The seven Lachrimae Pavan of 1604 are widely held to mark not only the high point of Dowland's work but the entire genre of viol consort music. Dowland takes a lamenting pavan that he had written some years earlier and develops it's theme into a cycle which takes the listener through different states of tearfulness, from loneliness to despair through hope to love and finally joy - the 'true tears' of the final pavan. In it's contrapuntal mastery and it's ingenuity in the treatment of a single theme, the Lachrimae cycle stands alongside The Art of Fugue composed by J.S. Bach a century and a half later. Most recordings of the Lachrimae use the standard instrumentation of a consort of viols, ranging from treble to bass and accompanied by a lute. For his second recording of the cycle, however, the Italian violist Cristiano Contadin has boldly created a broken consort performance which mixes the recorder and also early violin and viola in with the uniquely grainy timbre of the viols. Such an instrumentation exploits the long association of the recorder with music of lamentation, and makes a historical connection with, for example, the cantatas of Bach. Contadin explains with a booklet essay that his aim in performance is to recover the 'passionate' nature of this music as Dowland envisaged it in his own written preface to the score, and indeed there is nothing dry or constricted about the performance he directs from the treble viol. Now, with three generations of period performance research and practice under their belts, musicians are beginning to play this music with the kind of freedom and spontaneity and emotion they would accord (in other ways) to Brahms, and this new recording deserves comparison with the most distinguished accounts from the recent past.
The seven Lachrimae Pavan of 1604 are widely held to mark not only the high point of Dowland's work but the entire genre of viol consort music. Dowland takes a lamenting pavan that he had written some years earlier and develops it's theme into a cycle which takes the listener through different states of tearfulness, from loneliness to despair through hope to love and finally joy - the 'true tears' of the final pavan. In it's contrapuntal mastery and it's ingenuity in the treatment of a single theme, the Lachrimae cycle stands alongside The Art of Fugue composed by J.S. Bach a century and a half later. Most recordings of the Lachrimae use the standard instrumentation of a consort of viols, ranging from treble to bass and accompanied by a lute. For his second recording of the cycle, however, the Italian violist Cristiano Contadin has boldly created a broken consort performance which mixes the recorder and also early violin and viola in with the uniquely grainy timbre of the viols. Such an instrumentation exploits the long association of the recorder with music of lamentation, and makes a historical connection with, for example, the cantatas of Bach. Contadin explains with a booklet essay that his aim in performance is to recover the 'passionate' nature of this music as Dowland envisaged it in his own written preface to the score, and indeed there is nothing dry or constricted about the performance he directs from the treble viol. Now, with three generations of period performance research and practice under their belts, musicians are beginning to play this music with the kind of freedom and spontaneity and emotion they would accord (in other ways) to Brahms, and this new recording deserves comparison with the most distinguished accounts from the recent past.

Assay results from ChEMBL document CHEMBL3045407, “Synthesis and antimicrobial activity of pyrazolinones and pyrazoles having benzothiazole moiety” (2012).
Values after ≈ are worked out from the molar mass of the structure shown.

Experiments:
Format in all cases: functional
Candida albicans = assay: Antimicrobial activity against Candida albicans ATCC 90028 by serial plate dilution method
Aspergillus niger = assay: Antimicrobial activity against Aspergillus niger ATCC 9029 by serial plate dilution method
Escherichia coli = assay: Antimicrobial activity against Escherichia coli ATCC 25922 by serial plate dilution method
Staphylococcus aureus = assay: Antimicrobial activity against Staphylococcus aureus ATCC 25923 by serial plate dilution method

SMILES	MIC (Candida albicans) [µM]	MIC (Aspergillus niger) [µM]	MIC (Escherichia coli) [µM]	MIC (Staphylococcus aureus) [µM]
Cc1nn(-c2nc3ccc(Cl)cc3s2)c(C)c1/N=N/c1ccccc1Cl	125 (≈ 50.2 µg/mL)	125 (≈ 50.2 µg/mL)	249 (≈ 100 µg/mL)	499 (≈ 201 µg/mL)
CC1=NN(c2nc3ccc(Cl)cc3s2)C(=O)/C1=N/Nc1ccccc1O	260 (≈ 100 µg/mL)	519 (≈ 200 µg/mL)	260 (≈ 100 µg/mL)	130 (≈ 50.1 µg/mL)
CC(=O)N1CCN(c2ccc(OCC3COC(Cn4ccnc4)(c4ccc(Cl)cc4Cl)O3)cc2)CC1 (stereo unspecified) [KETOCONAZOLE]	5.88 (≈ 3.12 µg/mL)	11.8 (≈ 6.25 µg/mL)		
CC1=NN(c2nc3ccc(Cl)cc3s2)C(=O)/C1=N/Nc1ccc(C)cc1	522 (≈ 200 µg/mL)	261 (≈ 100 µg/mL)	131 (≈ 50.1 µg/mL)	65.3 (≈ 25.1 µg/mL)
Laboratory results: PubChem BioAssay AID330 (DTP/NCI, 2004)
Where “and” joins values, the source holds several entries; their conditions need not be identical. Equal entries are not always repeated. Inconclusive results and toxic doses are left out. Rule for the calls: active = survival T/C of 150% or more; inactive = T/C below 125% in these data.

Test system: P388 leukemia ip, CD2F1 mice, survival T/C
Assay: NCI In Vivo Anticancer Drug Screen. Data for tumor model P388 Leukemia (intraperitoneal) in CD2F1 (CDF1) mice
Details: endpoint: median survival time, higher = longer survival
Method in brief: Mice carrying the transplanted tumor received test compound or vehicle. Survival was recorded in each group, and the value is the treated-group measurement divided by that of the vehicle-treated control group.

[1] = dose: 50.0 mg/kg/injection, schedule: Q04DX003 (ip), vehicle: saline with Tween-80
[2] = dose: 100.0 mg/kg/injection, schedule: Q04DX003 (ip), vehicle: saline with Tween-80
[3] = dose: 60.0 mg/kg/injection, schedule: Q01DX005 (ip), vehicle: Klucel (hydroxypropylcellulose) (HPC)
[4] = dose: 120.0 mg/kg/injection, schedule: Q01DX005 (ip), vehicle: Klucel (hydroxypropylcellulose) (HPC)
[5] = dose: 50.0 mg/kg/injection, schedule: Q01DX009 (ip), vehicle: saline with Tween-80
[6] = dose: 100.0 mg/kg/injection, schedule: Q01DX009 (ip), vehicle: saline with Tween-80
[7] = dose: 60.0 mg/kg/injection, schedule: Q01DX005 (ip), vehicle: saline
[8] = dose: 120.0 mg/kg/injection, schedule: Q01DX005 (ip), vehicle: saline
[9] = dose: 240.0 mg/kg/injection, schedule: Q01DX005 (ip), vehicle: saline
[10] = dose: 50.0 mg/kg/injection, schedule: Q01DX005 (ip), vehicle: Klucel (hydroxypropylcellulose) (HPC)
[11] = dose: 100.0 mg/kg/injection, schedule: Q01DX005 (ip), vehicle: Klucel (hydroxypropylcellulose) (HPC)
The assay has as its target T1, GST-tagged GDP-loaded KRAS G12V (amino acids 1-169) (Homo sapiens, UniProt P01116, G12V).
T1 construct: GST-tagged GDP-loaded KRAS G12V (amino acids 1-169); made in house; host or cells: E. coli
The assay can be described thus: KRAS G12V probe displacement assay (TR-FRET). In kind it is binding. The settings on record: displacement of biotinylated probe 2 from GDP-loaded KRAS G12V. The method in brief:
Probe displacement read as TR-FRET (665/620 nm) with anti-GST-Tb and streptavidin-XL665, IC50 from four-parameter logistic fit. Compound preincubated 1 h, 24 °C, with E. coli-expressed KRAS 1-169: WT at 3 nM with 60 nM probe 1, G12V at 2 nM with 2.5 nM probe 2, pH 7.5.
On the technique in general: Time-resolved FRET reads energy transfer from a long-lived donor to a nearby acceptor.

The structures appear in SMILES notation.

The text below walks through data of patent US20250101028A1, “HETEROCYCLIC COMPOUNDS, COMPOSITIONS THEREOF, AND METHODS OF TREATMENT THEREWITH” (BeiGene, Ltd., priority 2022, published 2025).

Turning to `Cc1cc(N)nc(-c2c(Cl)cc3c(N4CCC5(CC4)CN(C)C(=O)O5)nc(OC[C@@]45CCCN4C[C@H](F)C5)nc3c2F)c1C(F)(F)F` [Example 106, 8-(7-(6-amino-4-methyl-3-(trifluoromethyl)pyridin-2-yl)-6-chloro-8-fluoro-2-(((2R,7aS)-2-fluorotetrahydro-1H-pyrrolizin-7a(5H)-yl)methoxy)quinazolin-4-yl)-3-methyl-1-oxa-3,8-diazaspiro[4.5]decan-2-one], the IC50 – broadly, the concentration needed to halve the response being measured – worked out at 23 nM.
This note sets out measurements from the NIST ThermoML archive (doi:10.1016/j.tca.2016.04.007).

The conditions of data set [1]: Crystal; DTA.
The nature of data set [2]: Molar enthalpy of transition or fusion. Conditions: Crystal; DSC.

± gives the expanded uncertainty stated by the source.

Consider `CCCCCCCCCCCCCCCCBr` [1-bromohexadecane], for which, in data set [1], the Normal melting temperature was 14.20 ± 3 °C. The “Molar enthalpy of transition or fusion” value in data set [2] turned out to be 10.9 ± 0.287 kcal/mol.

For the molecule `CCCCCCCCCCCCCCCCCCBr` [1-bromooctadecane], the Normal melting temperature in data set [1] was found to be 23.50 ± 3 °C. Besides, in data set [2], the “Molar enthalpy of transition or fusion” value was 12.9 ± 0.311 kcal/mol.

5028421956992
Lachrimae
Artist: Dowland / Opera Prima Consort / Contadin
Format: CD
New: Available 9.99
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The seven Lachrimae Pavan of 1604 are widely held to mark not only the high point of Dowland's work but the entire genre of viol consort music. Dowland takes a lamenting pavan that he had written some years earlier and develops it's theme into a cycle which takes the listener through different states of tearfulness, from loneliness to despair through hope to love and finally joy - the 'true tears' of the final pavan. In it's contrapuntal mastery and it's ingenuity in the treatment of a single theme, the Lachrimae cycle stands alongside The Art of Fugue composed by J.S. Bach a century and a half later. Most recordings of the Lachrimae use the standard instrumentation of a consort of viols, ranging from treble to bass and accompanied by a lute. For his second recording of the cycle, however, the Italian violist Cristiano Contadin has boldly created a broken consort performance which mixes the recorder and also early violin and viola in with the uniquely grainy timbre of the viols. Such an instrumentation exploits the long association of the recorder with music of lamentation, and makes a historical connection with, for example, the cantatas of Bach. Contadin explains with a booklet essay that his aim in performance is to recover the 'passionate' nature of this music as Dowland envisaged it in his own written preface to the score, and indeed there is nothing dry or constricted about the performance he directs from the treble viol. Now, with three generations of period performance research and practice under their belts, musicians are beginning to play this music with the kind of freedom and spontaneity and emotion they would accord (in other ways) to Brahms, and this new recording deserves comparison with the most distinguished accounts from the recent past.

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